D. Proposals should include a task-by-task breakdown of labor hours for each staff member as shown in Figure 4 in the brochure, "Information and Instructions for Preparing Proposals" (http://onlinepubs.trb.org/onlinepubs/crp/docs/ProposalPrep.pdf). Proposals also should include a breakdown of all costs (e.g., wages, indirect costs, travel, materials, and total) for each task using Figures 5 and 6 in the brochure. Please note that TRB Cooperative Research Program subawards (selected proposers are considered subawards to the National Academy of Sciences, the parent organization of TRB) must comply with 2 CFR 200 – Uniform Administrative Requirements, Cost Principles, and Audit Requirements for Federal Awards. These requirements include a provision that proposers without a “federally” Negotiated Indirect Costs Rate Agreement (NICRA) shall be subject to a maximum allowable indirect rate of 10% of Modified Total Direct Costs. Modified Total Direct Costs include all salaries and wages, applicable fringe benefits, materials and supplies, services, travel, and up to the first $25,000 of each lower-tier subaward and subcontract. Modified Total Direct Costs exclude equipment, capital expenditures, charges for patient care, rental costs, tuition remission, scholarships and fellowships, participant support costs and the portion of each lower-tier subaward and subcontract in excess of $25,000.
E. Item 4(c), "Anticipated Research Results," in each proposal must include an Implementation Plan that describes activities to promote application of the product of this research. It is expected that the implementation plan will evolve during the project; however, proposals must describe, as a minimum, the following: (a) the "product" expected from the research, (b) the audience or "market" for this product, (c) a realistic assessment of impediments to successful implementation, (d) the institutions and individuals who might take leadership in applying the research product, (e) the activities necessary for successful implementation, and (f) the criteria for judging the progress and consequences of implementation.
F. The Summary of Key Findings will be a stand-alone document. It should (a) convey the most pertinent and applicable results of the project’s research; (b) be geared toward the airport industry practitioner while minimizing technical language; (c) present results using text and graphics as appropriate; and (d) encourage readers to explore the primary project deliverables. The Summary of Key Findings should be limited to no more than 4 pages.
G. The Further Recommended Research Memo will be a stand-alone document. It should (a) identify logical follow-on research that would benefit the industry yet was beyond the original scope and budget of the project; (b) describe how the proposed follow-on research relates to ACRP’s research roadmaps, if applicable; and (c) for the highest priority research needs, include research ideas and/or problem statements to be added to ACRP’s IdeaHub, the program’s online repository of research needs.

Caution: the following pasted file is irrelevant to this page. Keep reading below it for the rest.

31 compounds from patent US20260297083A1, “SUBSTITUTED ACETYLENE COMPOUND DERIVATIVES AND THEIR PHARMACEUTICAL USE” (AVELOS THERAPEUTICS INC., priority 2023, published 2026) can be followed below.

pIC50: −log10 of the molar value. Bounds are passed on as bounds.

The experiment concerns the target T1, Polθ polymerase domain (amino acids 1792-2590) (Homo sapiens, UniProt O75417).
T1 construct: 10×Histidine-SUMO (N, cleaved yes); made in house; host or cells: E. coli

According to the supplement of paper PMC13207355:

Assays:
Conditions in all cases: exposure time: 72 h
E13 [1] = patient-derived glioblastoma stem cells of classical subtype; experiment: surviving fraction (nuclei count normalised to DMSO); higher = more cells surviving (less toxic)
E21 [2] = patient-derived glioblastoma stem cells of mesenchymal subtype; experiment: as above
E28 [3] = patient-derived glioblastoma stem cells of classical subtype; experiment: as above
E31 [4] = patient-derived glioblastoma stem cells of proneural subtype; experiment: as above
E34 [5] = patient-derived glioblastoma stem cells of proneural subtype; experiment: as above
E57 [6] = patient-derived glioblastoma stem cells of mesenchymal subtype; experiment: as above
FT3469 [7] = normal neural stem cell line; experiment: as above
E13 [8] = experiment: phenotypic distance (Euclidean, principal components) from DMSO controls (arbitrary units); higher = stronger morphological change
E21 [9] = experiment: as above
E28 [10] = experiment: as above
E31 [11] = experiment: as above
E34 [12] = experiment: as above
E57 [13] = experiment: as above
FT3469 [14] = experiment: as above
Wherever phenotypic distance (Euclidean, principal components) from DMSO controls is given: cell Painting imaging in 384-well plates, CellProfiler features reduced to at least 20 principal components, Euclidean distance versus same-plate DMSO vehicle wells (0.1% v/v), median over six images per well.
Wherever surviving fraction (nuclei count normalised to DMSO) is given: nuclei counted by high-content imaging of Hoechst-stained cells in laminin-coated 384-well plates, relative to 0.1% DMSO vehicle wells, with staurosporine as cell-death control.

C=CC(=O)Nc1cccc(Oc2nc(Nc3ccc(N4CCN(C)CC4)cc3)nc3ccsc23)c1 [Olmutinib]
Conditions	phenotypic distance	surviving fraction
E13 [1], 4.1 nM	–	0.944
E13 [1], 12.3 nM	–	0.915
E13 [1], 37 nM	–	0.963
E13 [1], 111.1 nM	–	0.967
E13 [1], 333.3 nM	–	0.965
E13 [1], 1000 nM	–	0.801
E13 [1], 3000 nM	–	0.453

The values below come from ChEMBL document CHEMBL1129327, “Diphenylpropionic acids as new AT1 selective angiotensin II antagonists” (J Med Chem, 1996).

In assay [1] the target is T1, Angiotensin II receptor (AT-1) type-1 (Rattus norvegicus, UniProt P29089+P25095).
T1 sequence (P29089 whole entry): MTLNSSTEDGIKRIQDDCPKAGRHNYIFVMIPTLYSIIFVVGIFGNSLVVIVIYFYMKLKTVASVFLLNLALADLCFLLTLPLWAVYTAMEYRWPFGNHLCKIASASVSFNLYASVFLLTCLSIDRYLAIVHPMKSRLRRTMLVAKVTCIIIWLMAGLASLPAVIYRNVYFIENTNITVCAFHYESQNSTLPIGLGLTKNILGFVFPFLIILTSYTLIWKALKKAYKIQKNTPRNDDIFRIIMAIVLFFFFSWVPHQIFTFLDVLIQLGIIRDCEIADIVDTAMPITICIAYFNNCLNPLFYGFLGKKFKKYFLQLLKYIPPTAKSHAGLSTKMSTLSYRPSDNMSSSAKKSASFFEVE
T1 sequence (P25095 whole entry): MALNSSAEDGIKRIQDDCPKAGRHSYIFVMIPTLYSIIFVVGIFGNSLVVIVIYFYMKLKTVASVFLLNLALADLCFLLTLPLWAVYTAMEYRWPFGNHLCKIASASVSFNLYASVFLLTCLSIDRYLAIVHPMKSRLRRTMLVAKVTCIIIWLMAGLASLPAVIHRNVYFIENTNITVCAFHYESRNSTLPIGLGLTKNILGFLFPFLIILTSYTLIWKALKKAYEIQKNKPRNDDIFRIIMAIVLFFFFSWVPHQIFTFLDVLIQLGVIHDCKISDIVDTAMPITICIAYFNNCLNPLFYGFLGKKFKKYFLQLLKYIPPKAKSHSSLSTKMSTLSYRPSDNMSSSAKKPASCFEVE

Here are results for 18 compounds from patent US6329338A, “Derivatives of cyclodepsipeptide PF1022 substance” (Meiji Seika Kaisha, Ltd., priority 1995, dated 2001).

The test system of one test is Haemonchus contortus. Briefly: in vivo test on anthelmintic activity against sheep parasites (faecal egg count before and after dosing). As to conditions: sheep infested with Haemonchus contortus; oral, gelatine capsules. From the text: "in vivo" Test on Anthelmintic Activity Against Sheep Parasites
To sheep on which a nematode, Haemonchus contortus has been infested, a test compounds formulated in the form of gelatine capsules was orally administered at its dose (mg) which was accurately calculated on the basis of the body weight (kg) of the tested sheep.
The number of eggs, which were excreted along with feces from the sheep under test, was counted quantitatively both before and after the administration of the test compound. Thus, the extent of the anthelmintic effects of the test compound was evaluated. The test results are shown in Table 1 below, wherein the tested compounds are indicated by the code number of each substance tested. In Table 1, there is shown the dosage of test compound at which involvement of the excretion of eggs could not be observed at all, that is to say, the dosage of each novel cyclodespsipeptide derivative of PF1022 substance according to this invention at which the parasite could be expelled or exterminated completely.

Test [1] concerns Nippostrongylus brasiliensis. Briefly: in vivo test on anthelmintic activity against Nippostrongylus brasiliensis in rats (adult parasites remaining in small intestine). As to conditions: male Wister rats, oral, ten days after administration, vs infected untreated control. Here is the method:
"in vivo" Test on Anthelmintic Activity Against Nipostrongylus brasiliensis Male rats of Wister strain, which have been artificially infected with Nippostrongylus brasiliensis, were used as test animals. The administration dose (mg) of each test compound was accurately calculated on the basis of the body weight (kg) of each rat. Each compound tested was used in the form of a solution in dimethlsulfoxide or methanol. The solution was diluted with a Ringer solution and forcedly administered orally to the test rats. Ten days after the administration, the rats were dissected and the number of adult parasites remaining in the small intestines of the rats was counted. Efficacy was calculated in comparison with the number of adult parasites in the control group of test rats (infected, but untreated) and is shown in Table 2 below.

H. The technical memorandum titled, “Implementation of Research Findings and Products” should provide: (a) recommended tactics to facilitate implementation; (b) possible institutions/partners and their potential implementation role; (c) potential impediments to successful implementation; (d) metrics to measure extend of product use and benefit; (e) related FAA guidance; and (f) appendices as needed. An annotated template for the memorandum is found here: http://onlinepubs.trb.org/onlinepubs/acrp/ACRP_Implementation_TechMemo_Template_2019.docx.
I. Item 5 in the proposal, "Qualifications of the Research Team," must include a section labeled "Disclosure." Information relevant to the ACRP's need to ensure objectivity and to be aware of possible sources of significant financial or organizational conflict of interest in conducting the research must be presented in this section of the proposal. For example, under certain conditions, ownership of the proposing agency, other organizational relationships, or proprietary rights and interests could be perceived as jeopardizing an objective approach to the research effort, and proposers are asked to disclose any such circumstances and to explain how they will be accounted for in this study. If there are no issues related to objectivity, this should be stated.
J. Copyrights - All data, written materials, computer software, graphic and photographic images, and other information prepared under the contract and the copyrights therein shall be owned by the National Academies of Sciences, Engineering, and Medicine. The contractor and subcontractors will be able to publish this material for non-commercial purposes, for internal use, or to further academic research or studies with permission from TRB Cooperative Research Programs. The contractor and subcontractors will not be allowed to sell the project material without prior approval by the National Academies of Sciences, Engineering, and Medicine. By signing a contract with the National Academy of Sciences, contractors accept legal responsibility for any copyright infringement that may exist in work done for TRB. Contractors are therefore responsible for obtaining all necessary permissions for use of copyrighted material in TRB’s Cooperative Research Programs publications. For guidance on TRB’s policies on using copyrighted material please consult Section 5.4, “Use of Copyrighted Material,” in the Procedural Manual for Contractors.